Australian Guitar - - Top Shelf -

It’s no se­cret that Collings makes beau­ti­ful gui­tars in both the acous­tic and elec­tric spheres. Built in Austin, Texas, Collings in­stru­ments are highly prized for their build qual­ity, style, so­phis­ti­ca­tion and tone. you’ll find them in the hands of artists like Lyle Lovett, Emily Strayer, Bill Frisell, Zac Brown, Guthrie Trapp and count­less more.

The CJ-35 is Collings’ trib­ute to the pre-war era of Amer­i­can flat­top gui­tar mak­ing. Dur­ing this era, new in­stru­ments sur­faced which fea­tured brac­ing, changes to body di­men­sion and new ap­proaches to fret ac­cess, which could come to re­de­fine the acous­tic gui­tar from its smaller-bod­ied par­lour era.

The CJ-35 has a non-scal­loped brac­ing con­fig­u­ra­tion, fea­tur­ing three tone bars and a short 24 7/8” scale length. Collings says that this de­sign – which ad­mit­tedly di­verges a lit­tle from the gui­tars of the era it was in­spired by – was cho­sen be­cause it pro­vides a beau­ti­ful bal­ance of deep pi­ano-like bass and pow­er­ful, full-bod­ied highs com­pli­mented by a fo­cused dy­namic range for ex­cep­tion­ally even note pro­jec­tion.

The back and sides are made of solid ma­hogany and the top is made of German spruce, with a beau­ti­fully sub­tle grain that is served on a sil­ver plat­ter by the sun­burst fin­ish. The neck is ma­hogany with an African rose­wood fin­ger­board, and Collings hand-se­lects all of its woods at its shop to make sure the en­tire in­stru­ment is go­ing to ‘sing’ through care­fully-matched com­po­nents.

Part of the con­struc­tion process in­volves fin­ish­ing the body and neck sep­a­rately be­fore as­sem­bling them. This is a tra­di­tional Martin tech­nique that di­verges from how Gib­son does things, and there­fore, this con­struc­tion method serves as some­what of a bridge be­tween the Martin school of thought and a Gib­son-in­flu­enced de­sign. It looks neat. Collings metic­u­lously hand-sands be­tween coats, re­sult­ing in ni­tro­cel­lu­lose lac­quer fin­ishes that mea­sure be­tween .005 and .007 inches in fi­nal thick­ness. This max­imises the acous­tic re­sponse while still pro­tect­ing the wood and keep­ing your gui­tar look­ing beau­ti­ful.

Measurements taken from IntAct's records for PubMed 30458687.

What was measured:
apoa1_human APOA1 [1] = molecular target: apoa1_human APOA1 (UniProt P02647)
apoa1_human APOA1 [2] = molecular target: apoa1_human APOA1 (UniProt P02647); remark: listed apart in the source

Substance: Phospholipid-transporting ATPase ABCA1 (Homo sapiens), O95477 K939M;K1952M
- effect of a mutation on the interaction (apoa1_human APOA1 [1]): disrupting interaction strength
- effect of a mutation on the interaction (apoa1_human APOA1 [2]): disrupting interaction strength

The neck starts out quite round, but pro­gresses to a slight V shape as you head to­wards the higher frets. It’s very com­fort­able, and it nat­u­rally guides your hand pos­ture to the most er­gonomic po­si­tion pos­si­ble de­pend­ing on where you're placed on the neck.Œ

Son­i­cally, this is a very rich gui­tar. The shorter 24 7/8" scale length re­duces some of the high-end de­tail, but that doesn’t mean it’s a dark-sound­ing gui­tar: the tre­ble rounds off just enough to make it sound sweet rather than overly harsh. There’s also a rich­ness to the up­per midrange which re­ally al­lows sin­gle-note lines to sing, and puts some beef be­hind chord work. The low end is full but not overly boomy, so when you play full six-note chords, you’ll no­tice that they knit to­gether re­ally nat­u­rally, in­stead of the gui­tar putting un­due em­pha­sis on a par­tic­u­lar fre­quency range.Œ If you’re a fin­ger­picker, this gui­tar is a bril­liant choice. That even­ness of dy­namic range means ev­ery note will sing loud and clear while still hav­ing enough body and beef to sup­port the en­tire com­po­si­tion. If you’re a gui­tarist who ac­com­pa­nies a vo­cal­ist with no other in­stru­men­ta­tion, this in­stru­ment will feel like a full-range mu­si­cal ex­pe­ri­ence, rather than "just a gui­tar un­der the vo­cals". If you’re part of an en­sem­ble, it has enough fullness to find its own place in the mix, in­stead of get­ting lost amongst the lows and highs like many full-sized dread­naughts would. And if you’re a hard strum­mer, this gui­tar sounds bet­ter and bolder when you re­ally dig into it.

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